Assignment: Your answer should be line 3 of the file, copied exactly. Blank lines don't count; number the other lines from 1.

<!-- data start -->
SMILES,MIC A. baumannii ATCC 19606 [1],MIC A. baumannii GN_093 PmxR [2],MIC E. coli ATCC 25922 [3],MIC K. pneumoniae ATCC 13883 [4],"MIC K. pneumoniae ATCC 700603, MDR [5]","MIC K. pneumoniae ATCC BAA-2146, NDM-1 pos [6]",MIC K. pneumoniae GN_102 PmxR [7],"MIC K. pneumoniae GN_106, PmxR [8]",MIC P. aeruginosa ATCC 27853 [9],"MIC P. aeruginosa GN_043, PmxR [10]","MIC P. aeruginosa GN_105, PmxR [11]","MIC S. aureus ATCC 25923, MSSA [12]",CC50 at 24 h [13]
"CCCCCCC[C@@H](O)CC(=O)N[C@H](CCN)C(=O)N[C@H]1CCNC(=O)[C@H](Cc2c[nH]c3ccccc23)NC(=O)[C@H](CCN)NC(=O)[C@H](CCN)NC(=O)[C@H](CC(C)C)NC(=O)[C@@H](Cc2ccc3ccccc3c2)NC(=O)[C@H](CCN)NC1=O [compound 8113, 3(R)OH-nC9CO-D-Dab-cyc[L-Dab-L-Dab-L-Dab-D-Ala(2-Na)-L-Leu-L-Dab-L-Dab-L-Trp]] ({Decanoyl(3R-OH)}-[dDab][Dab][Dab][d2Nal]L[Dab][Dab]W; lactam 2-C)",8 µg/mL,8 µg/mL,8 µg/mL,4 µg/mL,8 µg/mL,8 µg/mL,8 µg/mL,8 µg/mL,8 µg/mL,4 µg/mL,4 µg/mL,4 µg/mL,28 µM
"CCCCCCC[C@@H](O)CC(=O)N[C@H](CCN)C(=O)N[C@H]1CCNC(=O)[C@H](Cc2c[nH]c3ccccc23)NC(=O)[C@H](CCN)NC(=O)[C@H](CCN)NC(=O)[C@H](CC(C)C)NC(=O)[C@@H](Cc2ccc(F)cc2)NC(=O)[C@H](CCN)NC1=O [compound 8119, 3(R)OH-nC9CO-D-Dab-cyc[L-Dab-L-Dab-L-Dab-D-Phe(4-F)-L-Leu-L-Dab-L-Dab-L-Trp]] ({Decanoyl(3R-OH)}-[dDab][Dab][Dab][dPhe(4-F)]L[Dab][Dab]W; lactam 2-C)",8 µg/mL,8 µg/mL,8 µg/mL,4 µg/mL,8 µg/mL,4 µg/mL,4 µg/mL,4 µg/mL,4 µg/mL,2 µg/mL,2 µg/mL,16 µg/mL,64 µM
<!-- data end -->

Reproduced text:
"CCCCCCC[C@@H](O)CC(=O)N[C@H](CCN)C(=O)N[C@H]1CCNC(=O)[C@H](Cc2c[nH]c3ccccc23)NC(=O)[C@H](CCN)NC(=O)[C@H](CCN)NC(=O)[C@H](CC(C)C)NC(=O)[C@@H](Cc2ccc(F)cc2)NC(=O)[C@H](CCN)NC1=O [compound 8119, 3(R)OH-nC9CO-D-Dab-cyc[L-Dab-L-Dab-L-Dab-D-Phe(4-F)-L-Leu-L-Dab-L-Dab-L-Trp]] ({Decanoyl(3R-OH)}-[dDab][Dab][Dab][dPhe(4-F)]L[Dab][Dab]W; lactam 2-C)",8 µg/mL,8 µg/mL,8 µg/mL,4 µg/mL,8 µg/mL,4 µg/mL,4 µg/mL,4 µg/mL,4 µg/mL,2 µg/mL,2 µg/mL,16 µg/mL,64 µM